Viking, the thinking person’s cruise line, is considering a move into tours and holidays, including safaris, to broaden its appeal.

The move follows the raising of billions of dollars of investment after a successful float on the New York stock exchange.

The company already sails 92 vessels, including nine ocean ships, two expedition vessels and the largest river fleet.  It carried 650,000 passengers in 2023.

It also has 24 new ships on order, including 18 new river vessels and six new ocean vessels, with options for 12 more ships. The company will have six ships on the Nile in 2025, for instance.

Viking river ships in  Europe
Viking river ships in Europe

The prospectus for the public float, which valued the line at over $11 billion and was a success, revealed a lot about the future plans for the Viking brand.

Expect to see more Australians, New Zealanders, Indians and South East Asians on board your next Viking cruise.  The US-based company is expanding its appeal to other countries.

What Viking wants to do next

But what caught many by surprise was Chairman Torstein Hagen’s revelation that other travel products were on the cards after the cash raising, including turning Viking into a travel experiences brand both on and off the water.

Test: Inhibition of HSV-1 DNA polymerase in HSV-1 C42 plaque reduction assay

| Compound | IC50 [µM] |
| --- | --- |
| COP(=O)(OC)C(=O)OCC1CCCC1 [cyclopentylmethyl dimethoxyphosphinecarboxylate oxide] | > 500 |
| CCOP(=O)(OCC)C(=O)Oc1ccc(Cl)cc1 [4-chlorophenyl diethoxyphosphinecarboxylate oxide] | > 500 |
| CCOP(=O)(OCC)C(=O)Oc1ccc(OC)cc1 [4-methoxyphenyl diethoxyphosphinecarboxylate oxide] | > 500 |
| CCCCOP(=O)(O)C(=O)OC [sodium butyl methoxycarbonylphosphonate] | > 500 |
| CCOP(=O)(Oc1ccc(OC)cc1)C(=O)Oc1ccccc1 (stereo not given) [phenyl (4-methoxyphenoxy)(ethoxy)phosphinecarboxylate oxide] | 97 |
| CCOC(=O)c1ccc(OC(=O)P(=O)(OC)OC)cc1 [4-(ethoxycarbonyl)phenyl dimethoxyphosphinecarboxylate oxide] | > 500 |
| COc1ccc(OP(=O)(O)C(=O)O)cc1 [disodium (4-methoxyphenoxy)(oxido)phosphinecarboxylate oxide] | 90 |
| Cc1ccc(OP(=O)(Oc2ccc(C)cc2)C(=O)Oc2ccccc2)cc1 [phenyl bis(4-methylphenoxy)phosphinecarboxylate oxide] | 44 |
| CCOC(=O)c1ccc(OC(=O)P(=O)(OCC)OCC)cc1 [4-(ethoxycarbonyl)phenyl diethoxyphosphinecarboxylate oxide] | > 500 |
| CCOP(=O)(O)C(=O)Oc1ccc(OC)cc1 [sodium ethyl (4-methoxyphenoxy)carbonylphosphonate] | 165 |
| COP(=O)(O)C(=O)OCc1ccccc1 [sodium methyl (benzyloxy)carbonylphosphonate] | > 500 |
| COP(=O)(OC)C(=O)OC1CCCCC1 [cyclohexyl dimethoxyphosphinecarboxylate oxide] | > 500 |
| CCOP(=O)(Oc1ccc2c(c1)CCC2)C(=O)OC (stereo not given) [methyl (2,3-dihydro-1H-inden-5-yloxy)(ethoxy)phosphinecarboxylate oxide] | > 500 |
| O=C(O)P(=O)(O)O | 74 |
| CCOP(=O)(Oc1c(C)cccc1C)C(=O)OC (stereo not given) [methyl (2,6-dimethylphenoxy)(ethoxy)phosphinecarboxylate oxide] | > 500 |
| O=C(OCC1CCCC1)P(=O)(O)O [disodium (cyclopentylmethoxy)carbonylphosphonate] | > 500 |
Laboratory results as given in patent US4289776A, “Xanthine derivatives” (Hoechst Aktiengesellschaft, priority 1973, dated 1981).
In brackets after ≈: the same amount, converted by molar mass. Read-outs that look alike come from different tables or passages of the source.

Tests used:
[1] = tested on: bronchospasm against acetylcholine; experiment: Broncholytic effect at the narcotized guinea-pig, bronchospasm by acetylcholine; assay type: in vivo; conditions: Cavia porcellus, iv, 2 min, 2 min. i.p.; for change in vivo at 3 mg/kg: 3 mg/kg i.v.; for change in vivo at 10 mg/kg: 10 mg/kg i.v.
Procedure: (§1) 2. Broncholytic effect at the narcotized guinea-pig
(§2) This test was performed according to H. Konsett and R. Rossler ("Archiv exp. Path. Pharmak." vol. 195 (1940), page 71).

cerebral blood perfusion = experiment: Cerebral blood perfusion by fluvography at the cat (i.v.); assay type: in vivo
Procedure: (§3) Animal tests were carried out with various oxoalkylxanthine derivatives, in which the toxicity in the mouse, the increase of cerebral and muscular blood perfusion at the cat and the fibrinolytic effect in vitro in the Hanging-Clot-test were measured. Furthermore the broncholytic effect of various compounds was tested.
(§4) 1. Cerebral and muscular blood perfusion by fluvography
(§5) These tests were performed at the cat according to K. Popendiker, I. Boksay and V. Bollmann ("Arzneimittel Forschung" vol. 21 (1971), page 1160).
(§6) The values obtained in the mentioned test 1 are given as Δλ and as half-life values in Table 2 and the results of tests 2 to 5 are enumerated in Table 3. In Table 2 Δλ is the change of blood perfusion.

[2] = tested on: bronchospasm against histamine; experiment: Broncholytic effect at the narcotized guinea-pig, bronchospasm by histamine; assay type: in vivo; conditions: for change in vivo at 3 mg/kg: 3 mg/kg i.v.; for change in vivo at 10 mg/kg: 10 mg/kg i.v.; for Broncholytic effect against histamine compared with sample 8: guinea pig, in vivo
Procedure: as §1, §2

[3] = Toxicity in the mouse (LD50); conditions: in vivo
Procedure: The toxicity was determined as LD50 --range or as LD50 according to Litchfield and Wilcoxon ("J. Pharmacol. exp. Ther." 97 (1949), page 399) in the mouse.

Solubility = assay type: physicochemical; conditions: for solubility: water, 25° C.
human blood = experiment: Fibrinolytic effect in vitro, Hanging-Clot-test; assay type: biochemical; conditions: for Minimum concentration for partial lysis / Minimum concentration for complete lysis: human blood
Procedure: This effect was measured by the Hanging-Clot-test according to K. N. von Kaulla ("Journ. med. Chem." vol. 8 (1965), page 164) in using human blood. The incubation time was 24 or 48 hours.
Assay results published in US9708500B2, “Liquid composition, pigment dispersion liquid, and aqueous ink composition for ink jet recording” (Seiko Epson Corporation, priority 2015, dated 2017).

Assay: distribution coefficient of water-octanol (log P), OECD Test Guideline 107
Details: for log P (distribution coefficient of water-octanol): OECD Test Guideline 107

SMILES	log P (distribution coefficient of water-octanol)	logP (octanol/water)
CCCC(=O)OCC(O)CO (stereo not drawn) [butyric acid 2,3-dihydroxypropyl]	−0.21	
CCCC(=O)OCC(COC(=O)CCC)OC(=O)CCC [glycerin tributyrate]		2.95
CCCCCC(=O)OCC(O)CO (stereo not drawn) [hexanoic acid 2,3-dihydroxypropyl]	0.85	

‘Additionally, just as we have expanded our travel platform throughout our history, we are exploring other products, such as safaris and land tours, that would allow our guests to explore more of the world in Viking comfort,” he revealed in a letter to shareholders.

“Our guests continue to tell us that they want to travel to new places and experience more with Viking. Our guests know they can expect a consistent, excellent experience on each voyage they take with us, which has allowed us to expand our travel platform successfully with new destinations and experiences.”

The cruise industry veteran who created the line opened the float prospectus by stating: “Viking has always done things differently from others in the travel industry.”

No change in core policies

But don’t expect any changes from the firm no kids, no casinos policy that made Viking such a firm favourite with the over 55s.

Hagen added: “We maintain a clear focus on our most relevant customer group: English-speaking travellers aged 55 years old and over, who have the time, money and desire to explore the world.

“We do not try to be all things to all people, which is why we only offer a single-language experience on board our ships; there are no casinos; and children under 18 are not allowed,” Hagen said.

That said, another idea is European river cruises on which only Mandarin will be spoken, aimed at the expected new wave of Chinese travellers.

Viking has already launched two new world cruises. See more here.